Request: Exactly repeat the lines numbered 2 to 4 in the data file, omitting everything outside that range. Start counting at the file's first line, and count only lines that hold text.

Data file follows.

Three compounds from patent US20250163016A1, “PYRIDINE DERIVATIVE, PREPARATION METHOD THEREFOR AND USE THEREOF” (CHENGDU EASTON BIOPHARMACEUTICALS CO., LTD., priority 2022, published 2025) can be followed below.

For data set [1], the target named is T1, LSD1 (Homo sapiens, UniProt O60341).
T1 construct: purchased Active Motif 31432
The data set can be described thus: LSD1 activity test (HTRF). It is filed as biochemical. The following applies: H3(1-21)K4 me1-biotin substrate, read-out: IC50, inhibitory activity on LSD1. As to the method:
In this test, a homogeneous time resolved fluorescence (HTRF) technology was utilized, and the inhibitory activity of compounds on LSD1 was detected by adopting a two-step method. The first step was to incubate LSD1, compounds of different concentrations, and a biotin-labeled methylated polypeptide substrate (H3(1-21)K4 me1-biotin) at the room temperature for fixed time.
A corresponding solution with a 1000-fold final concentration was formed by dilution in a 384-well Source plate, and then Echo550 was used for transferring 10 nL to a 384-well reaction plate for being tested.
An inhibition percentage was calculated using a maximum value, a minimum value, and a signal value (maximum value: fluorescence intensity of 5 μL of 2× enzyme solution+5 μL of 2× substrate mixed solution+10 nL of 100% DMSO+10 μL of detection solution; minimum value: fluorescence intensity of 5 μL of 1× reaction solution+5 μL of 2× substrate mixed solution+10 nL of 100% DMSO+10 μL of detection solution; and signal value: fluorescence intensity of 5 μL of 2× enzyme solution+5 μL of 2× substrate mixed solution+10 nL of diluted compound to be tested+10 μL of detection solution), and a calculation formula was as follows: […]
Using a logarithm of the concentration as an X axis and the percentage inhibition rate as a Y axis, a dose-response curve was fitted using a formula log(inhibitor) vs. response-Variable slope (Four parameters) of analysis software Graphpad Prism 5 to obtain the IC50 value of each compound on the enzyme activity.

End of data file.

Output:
For data set [1], the target named is T1, LSD1 (Homo sapiens, UniProt O60341).
T1 construct: purchased Active Motif 31432
The data set can be described thus: LSD1 activity test (HTRF). It is filed as biochemical. The following applies: H3(1-21)K4 me1-biotin substrate, read-out: IC50, inhibitory activity on LSD1. As to the method: